You’re made bankrupt by a creditor: A creditor to whom you owe money can make you bankrupt by lodging a Creditor’s Petition through the Federal Court of Australia. The petitioning creditor who makes you bankrupt will also determine who your bankruptcy trustee is.

How long does bankruptcy last?

Bankruptcy typically lasts for three years and one day. You’re then automatically discharged, although if you don’t meet your obligations, your bankruptcy can be extended for a further 2 to 5 years.

What debts are covered in bankruptcy?

When you’re discharged from bankruptcy, you‘ll be released from your provable unsecured debts.

Unsecured creditors: An unsecured creditor doesn’t have a hold over any possessions, assets or property purchased with the credit they provided. A good example of an unsecured debt is a credit card. Because the creditor has no security, they don’t have the right to repossess any goods that you’ve purchased.

Once you’re bankrupt, any legal action being taken by an unsecured creditor (like a summons, garnishee order, or recovery action by a sheriff or bailiff) must end. You’ll also stop making payments to your unsecured creditors.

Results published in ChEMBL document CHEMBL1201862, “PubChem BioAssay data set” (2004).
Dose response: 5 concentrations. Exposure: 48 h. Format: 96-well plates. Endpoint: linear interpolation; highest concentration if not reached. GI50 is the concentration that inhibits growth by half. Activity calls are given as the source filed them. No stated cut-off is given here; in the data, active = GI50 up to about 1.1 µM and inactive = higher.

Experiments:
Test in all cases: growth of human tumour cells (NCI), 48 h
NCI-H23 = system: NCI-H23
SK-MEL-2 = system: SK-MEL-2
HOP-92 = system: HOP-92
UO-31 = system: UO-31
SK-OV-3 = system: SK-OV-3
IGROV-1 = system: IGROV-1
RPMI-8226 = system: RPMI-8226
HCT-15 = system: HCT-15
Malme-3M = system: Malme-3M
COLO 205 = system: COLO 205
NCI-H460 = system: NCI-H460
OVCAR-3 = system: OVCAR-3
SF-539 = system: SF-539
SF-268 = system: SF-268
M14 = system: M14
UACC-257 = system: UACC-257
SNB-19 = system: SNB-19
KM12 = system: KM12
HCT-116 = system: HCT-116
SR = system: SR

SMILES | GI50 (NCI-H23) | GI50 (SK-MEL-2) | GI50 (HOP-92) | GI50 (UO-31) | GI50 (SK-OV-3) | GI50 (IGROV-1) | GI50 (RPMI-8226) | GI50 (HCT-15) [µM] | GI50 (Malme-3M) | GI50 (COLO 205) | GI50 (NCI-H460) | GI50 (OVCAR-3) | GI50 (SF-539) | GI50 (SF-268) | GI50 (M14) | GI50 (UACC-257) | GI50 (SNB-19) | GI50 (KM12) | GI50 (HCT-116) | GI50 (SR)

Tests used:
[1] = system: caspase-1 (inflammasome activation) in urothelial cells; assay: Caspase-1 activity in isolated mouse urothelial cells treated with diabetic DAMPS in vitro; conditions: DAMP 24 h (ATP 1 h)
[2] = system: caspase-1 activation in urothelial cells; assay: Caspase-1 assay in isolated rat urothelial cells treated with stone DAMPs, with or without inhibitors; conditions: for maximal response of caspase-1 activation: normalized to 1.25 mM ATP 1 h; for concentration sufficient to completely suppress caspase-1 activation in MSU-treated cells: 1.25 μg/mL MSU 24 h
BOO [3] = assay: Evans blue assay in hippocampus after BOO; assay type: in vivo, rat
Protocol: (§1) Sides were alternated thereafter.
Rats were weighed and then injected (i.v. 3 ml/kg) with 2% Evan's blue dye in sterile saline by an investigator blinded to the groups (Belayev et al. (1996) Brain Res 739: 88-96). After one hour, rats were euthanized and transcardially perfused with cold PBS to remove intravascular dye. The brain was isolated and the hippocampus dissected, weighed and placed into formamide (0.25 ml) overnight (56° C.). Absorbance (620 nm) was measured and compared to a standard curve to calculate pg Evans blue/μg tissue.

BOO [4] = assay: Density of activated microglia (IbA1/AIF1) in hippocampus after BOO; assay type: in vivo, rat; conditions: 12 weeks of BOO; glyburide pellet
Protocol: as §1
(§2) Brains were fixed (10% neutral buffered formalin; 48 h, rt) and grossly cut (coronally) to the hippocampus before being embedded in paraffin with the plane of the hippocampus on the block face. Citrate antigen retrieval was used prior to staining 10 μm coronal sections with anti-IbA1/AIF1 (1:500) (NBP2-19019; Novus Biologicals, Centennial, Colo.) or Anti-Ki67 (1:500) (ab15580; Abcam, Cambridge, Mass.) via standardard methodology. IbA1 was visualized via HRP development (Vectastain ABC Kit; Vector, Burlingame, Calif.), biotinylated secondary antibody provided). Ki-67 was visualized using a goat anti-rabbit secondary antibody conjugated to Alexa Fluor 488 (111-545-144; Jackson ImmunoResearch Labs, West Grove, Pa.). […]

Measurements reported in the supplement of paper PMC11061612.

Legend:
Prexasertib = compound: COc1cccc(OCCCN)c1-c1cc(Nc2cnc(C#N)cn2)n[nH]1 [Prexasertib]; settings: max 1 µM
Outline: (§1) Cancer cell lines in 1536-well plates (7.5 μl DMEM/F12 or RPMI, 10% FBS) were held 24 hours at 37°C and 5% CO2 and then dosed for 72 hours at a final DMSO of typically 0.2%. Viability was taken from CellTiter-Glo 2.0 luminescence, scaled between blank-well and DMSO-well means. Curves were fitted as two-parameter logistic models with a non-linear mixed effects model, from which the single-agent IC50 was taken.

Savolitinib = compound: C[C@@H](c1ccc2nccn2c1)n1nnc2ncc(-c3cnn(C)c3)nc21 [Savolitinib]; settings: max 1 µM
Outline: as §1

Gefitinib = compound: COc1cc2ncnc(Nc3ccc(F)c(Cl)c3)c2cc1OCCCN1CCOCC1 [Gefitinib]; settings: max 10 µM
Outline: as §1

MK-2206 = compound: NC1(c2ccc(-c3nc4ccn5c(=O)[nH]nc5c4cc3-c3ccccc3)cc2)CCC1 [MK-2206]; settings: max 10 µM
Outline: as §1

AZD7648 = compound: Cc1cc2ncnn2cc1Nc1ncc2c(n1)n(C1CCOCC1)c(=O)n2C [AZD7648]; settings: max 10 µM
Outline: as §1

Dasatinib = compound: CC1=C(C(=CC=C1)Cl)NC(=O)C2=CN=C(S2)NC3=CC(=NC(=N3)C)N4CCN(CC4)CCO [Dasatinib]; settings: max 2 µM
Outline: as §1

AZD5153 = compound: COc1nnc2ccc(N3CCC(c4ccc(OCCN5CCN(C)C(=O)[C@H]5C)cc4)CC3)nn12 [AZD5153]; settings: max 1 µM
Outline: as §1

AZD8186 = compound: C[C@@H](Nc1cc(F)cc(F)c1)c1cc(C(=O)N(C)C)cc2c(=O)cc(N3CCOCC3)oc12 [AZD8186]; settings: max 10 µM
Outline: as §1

Some unsecured debts such as child support, fines and HECS-HELP debt aren’t provable in bankruptcy. So you’ll need to keep making your payments to these creditors.

Other debts that aren’t covered include unliquidated damages, which as an example, can result from a motor vehicle accident.

Secured creditors: A secured debt is where a creditor has a mortgage, lien or charge over an asset until the debt is paid off.  Examples of this are mortgages, car loans, hire purchase agreements and secured business loans.

If you default on your payments, bankruptcy doesn’t affect the right of a secured creditor to repossess and sell the asset (ie a mortgagee repossessing a property if the mortgage payments aren’t made). They’d do this to reduce your debt to them. If this happened and there was an amount left owing after a secured creditor sold an asset, the left over amount (shortfall) will be covered in your bankruptcy as a provable unsecured debt.

What happens when I become bankrupt?

When you become bankrupt, your unsecured creditors are immediately notified, and they should cease chasing you for payment.

Your trustee will then begin the process of administration. Their main objective is to ensure that your bankruptcy is fair to both you and your creditors.

Whether or not your unsecured creditors receive any money from your bankrupt estate typically comes down to two key components:

  • Do you earn enough money to have to make a payment towards your debt, and
  • Do you own or have a financial interest in any assets that are not protected in bankruptcy